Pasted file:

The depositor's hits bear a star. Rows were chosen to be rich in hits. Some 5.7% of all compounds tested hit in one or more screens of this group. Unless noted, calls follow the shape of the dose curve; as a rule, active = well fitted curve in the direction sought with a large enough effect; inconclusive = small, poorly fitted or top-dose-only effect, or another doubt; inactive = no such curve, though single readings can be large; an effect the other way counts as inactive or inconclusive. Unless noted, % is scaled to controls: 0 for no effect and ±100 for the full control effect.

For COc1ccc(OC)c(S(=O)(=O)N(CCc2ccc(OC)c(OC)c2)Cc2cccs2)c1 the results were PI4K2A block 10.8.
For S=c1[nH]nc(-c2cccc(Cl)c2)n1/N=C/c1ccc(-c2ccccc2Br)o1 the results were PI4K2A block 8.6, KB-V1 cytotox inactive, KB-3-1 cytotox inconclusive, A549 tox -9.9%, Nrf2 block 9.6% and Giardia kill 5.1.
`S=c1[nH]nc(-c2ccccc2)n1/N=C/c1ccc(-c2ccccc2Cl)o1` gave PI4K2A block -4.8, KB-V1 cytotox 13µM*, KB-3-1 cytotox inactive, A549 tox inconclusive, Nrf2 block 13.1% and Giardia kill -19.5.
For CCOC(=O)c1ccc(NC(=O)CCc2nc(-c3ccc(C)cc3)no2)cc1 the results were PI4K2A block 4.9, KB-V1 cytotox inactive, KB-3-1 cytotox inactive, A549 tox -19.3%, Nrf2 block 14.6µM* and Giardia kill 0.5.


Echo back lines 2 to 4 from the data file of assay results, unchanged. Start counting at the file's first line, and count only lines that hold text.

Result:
For COc1ccc(OC)c(S(=O)(=O)N(CCc2ccc(OC)c(OC)c2)Cc2cccs2)c1 the results were PI4K2A block 10.8.
For S=c1[nH]nc(-c2cccc(Cl)c2)n1/N=C/c1ccc(-c2ccccc2Br)o1 the results were PI4K2A block 8.6, KB-V1 cytotox inactive, KB-3-1 cytotox inconclusive, A549 tox -9.9%, Nrf2 block 9.6% and Giardia kill 5.1.
`S=c1[nH]nc(-c2ccccc2)n1/N=C/c1ccc(-c2ccccc2Cl)o1` gave PI4K2A block -4.8, KB-V1 cytotox 13µM*, KB-3-1 cytotox inactive, A549 tox inconclusive, Nrf2 block 13.1% and Giardia kill -19.5.